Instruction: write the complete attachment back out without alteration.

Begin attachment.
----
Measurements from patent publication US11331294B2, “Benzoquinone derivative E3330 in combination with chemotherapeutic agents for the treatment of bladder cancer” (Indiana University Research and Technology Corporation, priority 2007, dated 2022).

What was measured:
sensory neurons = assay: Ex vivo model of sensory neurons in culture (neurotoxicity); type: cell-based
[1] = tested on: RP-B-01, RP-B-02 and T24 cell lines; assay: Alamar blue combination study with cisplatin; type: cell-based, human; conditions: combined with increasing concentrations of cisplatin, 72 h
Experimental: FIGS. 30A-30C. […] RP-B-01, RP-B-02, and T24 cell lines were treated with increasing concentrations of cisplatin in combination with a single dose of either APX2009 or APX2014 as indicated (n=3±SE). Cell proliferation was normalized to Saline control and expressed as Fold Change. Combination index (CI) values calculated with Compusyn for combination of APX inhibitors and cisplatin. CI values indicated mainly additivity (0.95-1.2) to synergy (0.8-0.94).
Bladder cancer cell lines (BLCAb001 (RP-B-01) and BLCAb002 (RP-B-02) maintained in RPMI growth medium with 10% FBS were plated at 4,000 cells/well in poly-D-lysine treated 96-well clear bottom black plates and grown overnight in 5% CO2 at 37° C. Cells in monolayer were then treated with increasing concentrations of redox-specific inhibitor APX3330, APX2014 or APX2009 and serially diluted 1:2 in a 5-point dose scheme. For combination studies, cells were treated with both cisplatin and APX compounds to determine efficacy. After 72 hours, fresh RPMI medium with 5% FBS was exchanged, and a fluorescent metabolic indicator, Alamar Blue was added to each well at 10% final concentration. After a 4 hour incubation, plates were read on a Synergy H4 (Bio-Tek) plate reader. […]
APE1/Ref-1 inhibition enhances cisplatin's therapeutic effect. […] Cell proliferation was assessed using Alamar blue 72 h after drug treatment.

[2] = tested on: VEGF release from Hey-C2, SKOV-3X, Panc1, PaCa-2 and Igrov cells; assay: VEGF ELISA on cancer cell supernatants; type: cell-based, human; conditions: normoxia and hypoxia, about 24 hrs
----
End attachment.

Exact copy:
Measurements from patent publication US11331294B2, “Benzoquinone derivative E3330 in combination with chemotherapeutic agents for the treatment of bladder cancer” (Indiana University Research and Technology Corporation, priority 2007, dated 2022).

What was measured:
sensory neurons = assay: Ex vivo model of sensory neurons in culture (neurotoxicity); type: cell-based
[1] = tested on: RP-B-01, RP-B-02 and T24 cell lines; assay: Alamar blue combination study with cisplatin; type: cell-based, human; conditions: combined with increasing concentrations of cisplatin, 72 h
Experimental: FIGS. 30A-30C. […] RP-B-01, RP-B-02, and T24 cell lines were treated with increasing concentrations of cisplatin in combination with a single dose of either APX2009 or APX2014 as indicated (n=3±SE). Cell proliferation was normalized to Saline control and expressed as Fold Change. Combination index (CI) values calculated with Compusyn for combination of APX inhibitors and cisplatin. CI values indicated mainly additivity (0.95-1.2) to synergy (0.8-0.94).
Bladder cancer cell lines (BLCAb001 (RP-B-01) and BLCAb002 (RP-B-02) maintained in RPMI growth medium with 10% FBS were plated at 4,000 cells/well in poly-D-lysine treated 96-well clear bottom black plates and grown overnight in 5% CO2 at 37° C. Cells in monolayer were then treated with increasing concentrations of redox-specific inhibitor APX3330, APX2014 or APX2009 and serially diluted 1:2 in a 5-point dose scheme. For combination studies, cells were treated with both cisplatin and APX compounds to determine efficacy. After 72 hours, fresh RPMI medium with 5% FBS was exchanged, and a fluorescent metabolic indicator, Alamar Blue was added to each well at 10% final concentration. After a 4 hour incubation, plates were read on a Synergy H4 (Bio-Tek) plate reader. […]
APE1/Ref-1 inhibition enhances cisplatin's therapeutic effect. […] Cell proliferation was assessed using Alamar blue 72 h after drug treatment.

[2] = tested on: VEGF release from Hey-C2, SKOV-3X, Panc1, PaCa-2 and Igrov cells; assay: VEGF ELISA on cancer cell supernatants; type: cell-based, human; conditions: normoxia and hypoxia, about 24 hrs